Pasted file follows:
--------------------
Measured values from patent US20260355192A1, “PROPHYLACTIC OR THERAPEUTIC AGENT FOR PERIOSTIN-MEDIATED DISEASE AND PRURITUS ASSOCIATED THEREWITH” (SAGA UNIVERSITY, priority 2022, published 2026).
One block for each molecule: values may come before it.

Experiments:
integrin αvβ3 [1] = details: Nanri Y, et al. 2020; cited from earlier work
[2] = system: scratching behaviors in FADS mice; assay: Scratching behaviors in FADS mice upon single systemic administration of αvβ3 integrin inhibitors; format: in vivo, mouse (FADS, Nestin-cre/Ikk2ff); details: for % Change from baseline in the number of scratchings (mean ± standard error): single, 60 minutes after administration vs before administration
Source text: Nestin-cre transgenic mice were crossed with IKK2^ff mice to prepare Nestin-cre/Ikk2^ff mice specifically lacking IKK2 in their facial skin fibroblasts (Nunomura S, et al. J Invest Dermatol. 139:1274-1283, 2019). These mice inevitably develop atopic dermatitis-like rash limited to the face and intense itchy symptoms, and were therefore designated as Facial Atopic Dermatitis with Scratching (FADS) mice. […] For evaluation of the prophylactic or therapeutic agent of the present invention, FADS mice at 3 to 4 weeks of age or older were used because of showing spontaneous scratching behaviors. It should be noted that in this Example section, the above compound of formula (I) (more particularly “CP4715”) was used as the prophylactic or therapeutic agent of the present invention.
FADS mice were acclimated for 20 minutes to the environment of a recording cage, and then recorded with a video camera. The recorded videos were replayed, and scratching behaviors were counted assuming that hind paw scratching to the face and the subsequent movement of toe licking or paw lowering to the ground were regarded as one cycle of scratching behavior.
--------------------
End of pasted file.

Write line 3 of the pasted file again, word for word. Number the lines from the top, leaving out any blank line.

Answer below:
Experiments: